Past & Upcoming Book Club Features
Es Verdad (Is It True)
By Lottie C. Devine
A story of a family and early day life in Arizona
The Trunk Murderess: Winnie Ruth Judd
By Jana Bommerbach
"They said she was a cold-blooded murderer." - "They said she was a butcher." - "They took forty years of her life." - "The truth at last."
Last Rampage: The Escape of Gary Tison
By Gary L. Stuart
In "Last Rampage" When convicted murderer Gary Tison broke out of an Arizona prison with the help of his sons in 1978, it was an embarrassment to the state. Then it became a nightmare. Tison and his gang murdered six people before they were stopped near the Mexican border. Clarke's story of that manhunt is a chilling account of both cold-blooded murder and astonishing corruption within the state penal system. "Last Rampage" is a tale of criminal ruthlessness that has been called the "In Cold Blood" of the American West. Twenty years later, overtaxed law enforcement and overcrowded prisons can only make us wonder if such an incident could happen again.
Freemasonry: An Introduction
By Mark E. Koltko-Rivera
From Goodreads: An experienced Freemason and award-winning psychologist provides a precise and engaging exploration of the core meaning and practices of Freemasonry for the new generation of people interested in joining the order, and those who are simply curious in the wake of recent media coverage.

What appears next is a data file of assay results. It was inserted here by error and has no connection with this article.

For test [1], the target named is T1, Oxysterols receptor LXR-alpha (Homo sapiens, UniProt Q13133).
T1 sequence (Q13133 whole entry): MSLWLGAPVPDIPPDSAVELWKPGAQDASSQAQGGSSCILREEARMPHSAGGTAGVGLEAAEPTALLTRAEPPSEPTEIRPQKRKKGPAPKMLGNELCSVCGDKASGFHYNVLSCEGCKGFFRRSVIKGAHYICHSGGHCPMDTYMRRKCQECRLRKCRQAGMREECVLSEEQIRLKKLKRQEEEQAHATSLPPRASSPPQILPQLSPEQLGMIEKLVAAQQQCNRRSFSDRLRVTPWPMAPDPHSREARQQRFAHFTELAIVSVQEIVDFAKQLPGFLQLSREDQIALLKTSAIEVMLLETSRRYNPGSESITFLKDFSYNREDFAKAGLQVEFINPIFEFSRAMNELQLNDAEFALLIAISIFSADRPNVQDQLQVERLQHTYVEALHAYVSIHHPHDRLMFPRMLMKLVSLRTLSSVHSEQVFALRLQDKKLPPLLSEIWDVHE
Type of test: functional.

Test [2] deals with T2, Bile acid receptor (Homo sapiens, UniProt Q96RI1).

Lessons with Horses
By Randy Helm
Randy Helm was raised on a ranch in Arizona. He went on to become a police officer, chaplain and pastor. In 2012 he was hired to develop and supervise the wild horse inmate program for Arizona State Prison. Randy developed a program to train convicted felons who had never touched a horse, to effectively gentle and train horses that had never been touched by a person. Getting the past behind you, The power of "one thing", Faith, Learning from failure and Overcoming abuse are just a few of the lessons in this book. The training program and the transformation in horses and inmates has been featured in local, national and international news and documentaries including ABC, NBC, Animal Planet and USA Today.
Going Back to Bisbee
By Richard Shelton
Richard Shelton first came to southeastern Arizona in the 1950s as a soldier stationed at Fort Huachuca. He soon fell in love with the region and upon his discharge found a job as a schoolteacher in nearby Bisbee. Now a university professor and respected poet living in Tucson, still in love with the Southwestern deserts, Shelton sets off for Bisbee on a not-uncommon day trip. Along the way, he reflects on the history of the area, on the beauty of the landscape, and on his own life.
These Is My Words
By Nancy Turner
A moving, exciting, and heartfelt American saga inspired by the author's own family memoirs, these words belong to Sarah Prine, a woman of spirit and fire who forges a full and remarkable existence in a harsh, unfamiliar frontier. Scrupulously recording her steps down the path Providence has set her upon—from child to determined young adult to loving mother—she shares the turbulent events, both joyous and tragic, that molded her, and recalls the enduring love with cavalry officer Captain Jack Elliot that gave her strength and purpose.
Call Him Mac: Earnest McFarland, The Arizona Years
By Gary L. Stuart